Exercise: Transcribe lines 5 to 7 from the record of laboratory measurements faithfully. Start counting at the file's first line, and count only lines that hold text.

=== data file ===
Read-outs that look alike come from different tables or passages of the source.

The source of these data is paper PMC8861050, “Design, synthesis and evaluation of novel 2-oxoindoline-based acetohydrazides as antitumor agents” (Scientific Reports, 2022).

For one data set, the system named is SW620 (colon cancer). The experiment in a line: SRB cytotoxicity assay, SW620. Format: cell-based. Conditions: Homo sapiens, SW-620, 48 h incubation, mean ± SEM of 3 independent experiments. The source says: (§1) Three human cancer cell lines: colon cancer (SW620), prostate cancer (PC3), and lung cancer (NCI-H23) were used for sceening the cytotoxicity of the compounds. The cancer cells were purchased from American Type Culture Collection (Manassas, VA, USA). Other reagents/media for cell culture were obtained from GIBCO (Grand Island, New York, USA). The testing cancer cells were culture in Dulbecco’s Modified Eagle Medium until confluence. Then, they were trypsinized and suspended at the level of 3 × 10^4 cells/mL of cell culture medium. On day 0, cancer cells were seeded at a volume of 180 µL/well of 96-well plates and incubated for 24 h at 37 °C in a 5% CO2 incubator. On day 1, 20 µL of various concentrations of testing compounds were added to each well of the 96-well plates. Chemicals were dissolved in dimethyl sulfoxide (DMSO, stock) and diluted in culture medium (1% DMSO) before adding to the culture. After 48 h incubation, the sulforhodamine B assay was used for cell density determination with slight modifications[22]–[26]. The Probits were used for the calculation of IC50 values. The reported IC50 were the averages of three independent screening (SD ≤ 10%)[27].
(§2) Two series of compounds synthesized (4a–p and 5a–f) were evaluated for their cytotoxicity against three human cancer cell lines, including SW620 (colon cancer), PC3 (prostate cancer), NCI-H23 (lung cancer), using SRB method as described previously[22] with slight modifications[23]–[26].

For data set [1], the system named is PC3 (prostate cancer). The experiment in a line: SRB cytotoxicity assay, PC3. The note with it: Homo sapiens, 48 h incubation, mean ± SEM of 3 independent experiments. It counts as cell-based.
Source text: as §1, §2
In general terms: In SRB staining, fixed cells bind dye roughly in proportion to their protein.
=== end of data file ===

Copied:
For data set [1], the system named is PC3 (prostate cancer). The experiment in a line: SRB cytotoxicity assay, PC3. The note with it: Homo sapiens, 48 h incubation, mean ± SEM of 3 independent experiments. It counts as cell-based.
Source text: as §1, §2
In general terms: In SRB staining, fixed cells bind dye roughly in proportion to their protein.